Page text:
With the Conservative government restored to an outright – and substantial – majority, what does that mean for Foreign Direct Investment (FDI) into the UK?

In October, Boris Johnson told the Conservative Party conference that FDI into the UK was at a record high of £1.3 trillion, the highest of any EU member state.

This raised some eyebrows ahead of the then-deadline of October 31st on which the UK was scheduled to leave the EU with or without a deal.

But with Brexit now appearing likely to happen once again, is FDI set to fall or can those record highs be sustained?

Calculating FDI

Like many economic indicators, there are several different methods used when calculating the official total FDI into the UK by overseas investors.

Two of the main measures used are:

  • Stock: The amount of equity held by foreign investors at a specific time.
  • Flow: The value of investments made overseas during a given period.

The key difference between the two is that flow is a total overtime, for example over a period of 12 months, whereas stock is a snapshot of foreign investors’ equity at a moment in time, typically the end of a year.

In actual fact, the stock value for the end of 2018 calculated by the UN Conference of Trade and Development and published in June 2019 was nearly £1.5 trillion – well over the £1.3 trillion figure quoted by Johnson in October.

He was correct to say that this was the highest in the EU, and worldwide only Hong Kong and the US secured greater FDI in 2018 in stock terms.

Go with the flow

The flow measure for 2017-18 in the UK makes slightly less positive reading – in fact, the calculated value was a net decrease of 36% over the year.

UN figures showed new equity investments down by half off the back of larger falls in the previous year.

Taken together, the drop in FDI flow into the UK in 2016-18 was over £100 billion, a fall of nearly two thirds.

But this too was off the back of a significant year, as FDI flow into the UK had spiked substantially in 2016.

Flow is by definition a measure over time, and not a snapshot, so it’s sensible to look at the bigger picture when interpreting this value.

Over the long term, the results for 2017 and 2018 were not so bad when considered as part of the historical data, rather than in isolation.

What happens next?

The dust of the general election result is still settling, but data from the Department for International Trade published earlier in the year hints that 2018-19 could be another poor year for UK FDI flow.

Its research showed that major FDI investment projects in the UK fell 14% between 2017-18 and 2018-19, creating 24% fewer new jobs along the way.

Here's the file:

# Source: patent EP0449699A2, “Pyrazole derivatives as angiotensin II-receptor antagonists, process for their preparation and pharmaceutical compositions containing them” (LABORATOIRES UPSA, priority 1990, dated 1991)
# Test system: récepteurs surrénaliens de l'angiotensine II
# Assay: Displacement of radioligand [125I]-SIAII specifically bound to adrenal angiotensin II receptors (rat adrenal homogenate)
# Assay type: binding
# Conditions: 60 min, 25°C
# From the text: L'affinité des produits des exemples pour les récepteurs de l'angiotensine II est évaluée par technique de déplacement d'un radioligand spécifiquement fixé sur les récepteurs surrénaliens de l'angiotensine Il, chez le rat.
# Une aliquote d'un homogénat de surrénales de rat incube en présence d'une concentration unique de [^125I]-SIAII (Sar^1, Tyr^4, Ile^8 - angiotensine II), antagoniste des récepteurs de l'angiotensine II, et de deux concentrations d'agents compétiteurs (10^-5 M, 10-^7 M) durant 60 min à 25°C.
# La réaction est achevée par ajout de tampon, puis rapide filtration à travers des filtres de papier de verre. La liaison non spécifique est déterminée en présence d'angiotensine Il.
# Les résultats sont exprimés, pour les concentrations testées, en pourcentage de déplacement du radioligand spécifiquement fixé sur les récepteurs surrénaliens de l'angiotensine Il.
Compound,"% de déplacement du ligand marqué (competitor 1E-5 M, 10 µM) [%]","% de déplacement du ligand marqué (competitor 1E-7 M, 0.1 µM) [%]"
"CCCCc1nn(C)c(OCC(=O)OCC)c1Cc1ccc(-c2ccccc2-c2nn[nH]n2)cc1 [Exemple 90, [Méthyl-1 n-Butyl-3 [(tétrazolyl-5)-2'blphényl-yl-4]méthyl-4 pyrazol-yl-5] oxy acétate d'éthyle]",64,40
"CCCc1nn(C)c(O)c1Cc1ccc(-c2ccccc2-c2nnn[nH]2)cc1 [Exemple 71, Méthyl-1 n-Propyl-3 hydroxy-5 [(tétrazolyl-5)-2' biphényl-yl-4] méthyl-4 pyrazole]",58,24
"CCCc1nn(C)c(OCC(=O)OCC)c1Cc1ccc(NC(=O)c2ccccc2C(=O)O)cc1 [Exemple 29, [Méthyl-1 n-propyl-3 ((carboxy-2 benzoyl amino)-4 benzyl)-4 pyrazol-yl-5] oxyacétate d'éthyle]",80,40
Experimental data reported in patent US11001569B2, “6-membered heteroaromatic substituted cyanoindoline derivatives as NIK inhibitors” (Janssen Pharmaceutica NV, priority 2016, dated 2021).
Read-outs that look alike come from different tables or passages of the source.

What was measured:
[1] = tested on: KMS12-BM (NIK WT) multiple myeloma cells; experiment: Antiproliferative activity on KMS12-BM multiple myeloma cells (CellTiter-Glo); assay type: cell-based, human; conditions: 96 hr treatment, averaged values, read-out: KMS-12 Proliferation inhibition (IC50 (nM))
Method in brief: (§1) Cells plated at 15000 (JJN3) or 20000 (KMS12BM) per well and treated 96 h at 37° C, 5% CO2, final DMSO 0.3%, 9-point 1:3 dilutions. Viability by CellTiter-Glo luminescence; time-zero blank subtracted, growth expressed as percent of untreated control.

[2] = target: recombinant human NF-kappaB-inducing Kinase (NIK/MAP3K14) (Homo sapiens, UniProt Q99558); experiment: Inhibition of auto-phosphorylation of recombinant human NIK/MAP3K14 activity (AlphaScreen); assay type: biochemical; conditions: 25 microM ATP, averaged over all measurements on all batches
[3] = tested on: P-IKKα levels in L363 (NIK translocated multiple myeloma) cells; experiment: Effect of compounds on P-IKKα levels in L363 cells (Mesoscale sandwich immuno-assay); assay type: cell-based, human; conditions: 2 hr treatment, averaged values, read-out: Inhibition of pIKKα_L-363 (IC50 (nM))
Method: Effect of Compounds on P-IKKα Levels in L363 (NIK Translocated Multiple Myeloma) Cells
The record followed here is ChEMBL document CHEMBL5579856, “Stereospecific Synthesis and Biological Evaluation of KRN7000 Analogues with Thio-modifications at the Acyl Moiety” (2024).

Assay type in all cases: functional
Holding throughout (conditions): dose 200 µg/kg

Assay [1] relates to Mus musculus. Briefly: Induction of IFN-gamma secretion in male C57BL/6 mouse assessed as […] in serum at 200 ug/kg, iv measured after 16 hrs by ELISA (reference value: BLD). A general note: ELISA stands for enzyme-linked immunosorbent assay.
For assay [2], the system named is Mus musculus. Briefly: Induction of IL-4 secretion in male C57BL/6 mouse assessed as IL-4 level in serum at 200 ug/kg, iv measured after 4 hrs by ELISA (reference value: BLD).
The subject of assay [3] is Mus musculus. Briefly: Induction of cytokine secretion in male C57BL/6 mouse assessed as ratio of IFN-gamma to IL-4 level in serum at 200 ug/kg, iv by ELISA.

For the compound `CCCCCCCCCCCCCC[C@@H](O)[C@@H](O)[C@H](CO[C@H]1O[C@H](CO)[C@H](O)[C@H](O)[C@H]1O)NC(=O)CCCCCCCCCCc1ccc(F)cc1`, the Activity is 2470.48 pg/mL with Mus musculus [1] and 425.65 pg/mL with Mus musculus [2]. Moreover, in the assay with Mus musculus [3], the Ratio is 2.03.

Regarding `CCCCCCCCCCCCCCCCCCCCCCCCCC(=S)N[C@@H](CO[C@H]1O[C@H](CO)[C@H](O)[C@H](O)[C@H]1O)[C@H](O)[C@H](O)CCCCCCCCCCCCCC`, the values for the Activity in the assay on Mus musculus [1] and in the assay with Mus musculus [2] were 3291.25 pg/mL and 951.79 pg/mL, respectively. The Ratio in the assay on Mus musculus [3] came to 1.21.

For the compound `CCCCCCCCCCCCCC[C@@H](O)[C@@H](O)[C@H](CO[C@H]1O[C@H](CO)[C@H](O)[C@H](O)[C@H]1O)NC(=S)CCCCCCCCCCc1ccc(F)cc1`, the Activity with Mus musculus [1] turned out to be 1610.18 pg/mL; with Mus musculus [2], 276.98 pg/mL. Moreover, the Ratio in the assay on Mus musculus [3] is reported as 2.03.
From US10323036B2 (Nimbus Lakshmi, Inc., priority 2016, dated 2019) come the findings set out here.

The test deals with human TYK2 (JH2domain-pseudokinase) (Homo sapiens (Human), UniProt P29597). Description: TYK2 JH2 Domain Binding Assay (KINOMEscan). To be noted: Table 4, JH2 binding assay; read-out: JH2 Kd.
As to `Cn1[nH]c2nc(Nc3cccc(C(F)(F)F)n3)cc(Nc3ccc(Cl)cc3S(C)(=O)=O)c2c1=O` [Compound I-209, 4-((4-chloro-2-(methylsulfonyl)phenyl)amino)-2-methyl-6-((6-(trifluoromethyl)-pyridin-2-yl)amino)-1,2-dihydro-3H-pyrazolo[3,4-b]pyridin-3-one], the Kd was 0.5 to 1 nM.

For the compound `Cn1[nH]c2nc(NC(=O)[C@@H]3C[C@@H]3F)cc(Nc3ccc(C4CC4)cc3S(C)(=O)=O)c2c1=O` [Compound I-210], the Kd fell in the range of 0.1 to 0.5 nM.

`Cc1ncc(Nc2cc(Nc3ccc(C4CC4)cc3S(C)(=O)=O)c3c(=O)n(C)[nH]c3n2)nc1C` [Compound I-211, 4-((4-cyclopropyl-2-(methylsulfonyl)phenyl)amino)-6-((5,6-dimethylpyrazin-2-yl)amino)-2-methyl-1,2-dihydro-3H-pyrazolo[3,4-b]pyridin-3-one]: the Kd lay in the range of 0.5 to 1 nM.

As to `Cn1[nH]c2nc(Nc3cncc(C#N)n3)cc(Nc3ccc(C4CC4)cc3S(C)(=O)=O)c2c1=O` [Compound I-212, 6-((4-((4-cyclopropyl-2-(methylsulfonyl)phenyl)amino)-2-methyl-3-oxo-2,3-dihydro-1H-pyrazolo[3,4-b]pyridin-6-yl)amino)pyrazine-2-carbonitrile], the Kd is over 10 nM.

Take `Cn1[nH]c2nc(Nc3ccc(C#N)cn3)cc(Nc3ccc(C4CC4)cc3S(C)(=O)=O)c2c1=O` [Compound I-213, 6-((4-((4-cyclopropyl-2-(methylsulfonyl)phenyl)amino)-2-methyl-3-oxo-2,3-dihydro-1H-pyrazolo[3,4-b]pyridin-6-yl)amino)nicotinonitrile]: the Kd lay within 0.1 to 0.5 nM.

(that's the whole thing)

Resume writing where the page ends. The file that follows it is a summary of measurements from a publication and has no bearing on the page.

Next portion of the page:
Political uncertainty is generally a negative influence on investment. Following the Conservatives’ substantial gains in the general election, the value of the pound rose significantly overnight and on the morning of Friday, December 13th, 2019.

An outright majority indicates that there should be greater political stability in the UK in the months ahead.

That increases the likelihood that Brexit will be completed early in 2020, whether with or without a deal and decreases the chance of another general election until the end of the new parliamentary term in 2024.

For overseas investors, all of that should, in theory, increase confidence and could help to attract greater levels of FDI into the UK once again.

Brexit and beyond

Assuming the general election result leads to a relatively rapid resolution of the ongoing Brexit debate, the UK will soon cease to be an EU member state.

There may be a transition period if the UK government votes to accept Johnson’s Withdrawal Agreement, and negotiations will begin on future trade arrangements with the EU and third-party countries.

It’s still impossible to predict what this will all mean for the UK economy; however, it appears the appetite is still there among overseas investors.

For those outside of the EU, the UK’s departure could make it even more appealing as a destination for FDI, particularly depending on any tax deals that are struck as part of future trade negotiations.

The decisive election result has put to bed the UK’s hung parliament, at least until the next fixed-term parliamentary session comes to an end; now as Brexit comes to a head, the future landscape for UK FDI should finally take shape too.




Disclaimer: The information provided here is not investment, tax or financial advice. You should consult with a licensed professional for advice concerning your specific situation.